A new patent from Honda hints that the firm could have plans for a new road-going single-cylinder sportsbike inspired by its 250cc Moto3 racer.
The patent is notable because it suggest a variety of different exhaust packaging used by Honda's NSF250RW racer. Unlike normal motorcycles, the Honda racer uses a reverse-cylinder engine, with exhaust port at the rear. It also has a cylinder that tilts backwards rather than forwards.
While not unprecedented – Yamaha's motocross models share a similar layout and BMW's new G310R has now brought reverse-cylinder singles to the road-going market – the design is unusual enough to make it worthwhile patenting variations on the layout. In particular, Honda's new patent focuses on the problem of making the exhaust system long enough, achieved by wrapping the pipe around the front of the cylinder before taking it back to the rear of the motorcycle. Several variations are shown. What's unusual is that among the possible exhaust layouts for the Moto3 racebike Honda has also drawn up a version that includes a catalytic converter mounted transversely at the front just below the radiator.
There are two implications from Honda's decision to develop catalyzed version of the Moto3 racebike layout. One is that there's a chance that MotoGP rules will at some stage be altered to introduce emissions limits. That's not beyond possibility, since it's important for motorsports to show environmental responsibility. The other thought is that Honda is considering a road derivative of its Moto3 racer.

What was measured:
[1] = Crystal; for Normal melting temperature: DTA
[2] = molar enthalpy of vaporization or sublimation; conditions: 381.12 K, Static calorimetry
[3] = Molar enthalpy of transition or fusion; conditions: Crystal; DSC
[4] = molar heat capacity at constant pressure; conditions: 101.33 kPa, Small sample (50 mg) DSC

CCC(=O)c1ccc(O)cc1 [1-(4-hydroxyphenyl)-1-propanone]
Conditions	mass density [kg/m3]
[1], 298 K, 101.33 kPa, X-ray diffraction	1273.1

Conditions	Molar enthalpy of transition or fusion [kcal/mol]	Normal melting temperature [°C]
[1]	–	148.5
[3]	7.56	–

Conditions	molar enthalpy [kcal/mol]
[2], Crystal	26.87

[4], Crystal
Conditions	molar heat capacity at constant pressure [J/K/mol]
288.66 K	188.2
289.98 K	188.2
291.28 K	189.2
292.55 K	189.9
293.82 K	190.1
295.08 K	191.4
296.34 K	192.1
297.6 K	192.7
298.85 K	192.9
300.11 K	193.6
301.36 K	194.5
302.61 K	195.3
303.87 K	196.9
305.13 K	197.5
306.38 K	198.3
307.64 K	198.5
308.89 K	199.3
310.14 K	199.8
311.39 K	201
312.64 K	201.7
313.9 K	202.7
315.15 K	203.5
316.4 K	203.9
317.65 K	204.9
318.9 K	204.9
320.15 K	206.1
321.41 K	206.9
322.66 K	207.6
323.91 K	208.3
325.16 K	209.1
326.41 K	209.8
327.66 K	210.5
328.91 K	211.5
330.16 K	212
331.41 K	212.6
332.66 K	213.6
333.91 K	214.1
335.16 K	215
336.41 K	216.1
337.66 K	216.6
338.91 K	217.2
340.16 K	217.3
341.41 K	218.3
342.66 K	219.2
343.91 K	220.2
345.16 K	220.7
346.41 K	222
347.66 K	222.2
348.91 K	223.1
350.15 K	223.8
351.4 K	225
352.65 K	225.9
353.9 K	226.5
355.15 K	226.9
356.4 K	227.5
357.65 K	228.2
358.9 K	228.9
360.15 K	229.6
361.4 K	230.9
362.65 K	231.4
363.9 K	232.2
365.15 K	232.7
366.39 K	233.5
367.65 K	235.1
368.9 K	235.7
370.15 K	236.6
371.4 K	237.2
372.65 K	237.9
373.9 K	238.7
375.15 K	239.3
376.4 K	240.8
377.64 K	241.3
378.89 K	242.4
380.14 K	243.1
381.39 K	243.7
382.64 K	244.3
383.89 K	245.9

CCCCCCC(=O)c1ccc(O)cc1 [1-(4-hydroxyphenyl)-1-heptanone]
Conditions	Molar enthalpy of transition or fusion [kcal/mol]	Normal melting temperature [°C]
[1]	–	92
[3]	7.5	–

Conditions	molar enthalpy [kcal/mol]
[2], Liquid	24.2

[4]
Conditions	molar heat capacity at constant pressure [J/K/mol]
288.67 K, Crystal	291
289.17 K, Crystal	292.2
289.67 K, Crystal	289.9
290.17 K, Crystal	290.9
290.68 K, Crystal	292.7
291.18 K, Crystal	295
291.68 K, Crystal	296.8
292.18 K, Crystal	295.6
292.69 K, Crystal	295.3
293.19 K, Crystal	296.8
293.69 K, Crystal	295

Again, that's plausible. The four-stroke Moto3 series was introduced in part to bring a closer connection between production bikes and racers, and there's been a growing interest in small, 250cc sportsbikes in recent years. Honda itself is on the verge of launching an all-new twin-cylinder Honda CBR250RR, but could opt – as Kawasaki has – to offer both twin and single-cylinder 250-class sportsbike options in the future.Tag: Honda250ccSportbikeNSF250RWMoto3Reverse-CylinderBMWG310RRoad-LegalRace-BikeSingle-Cylinder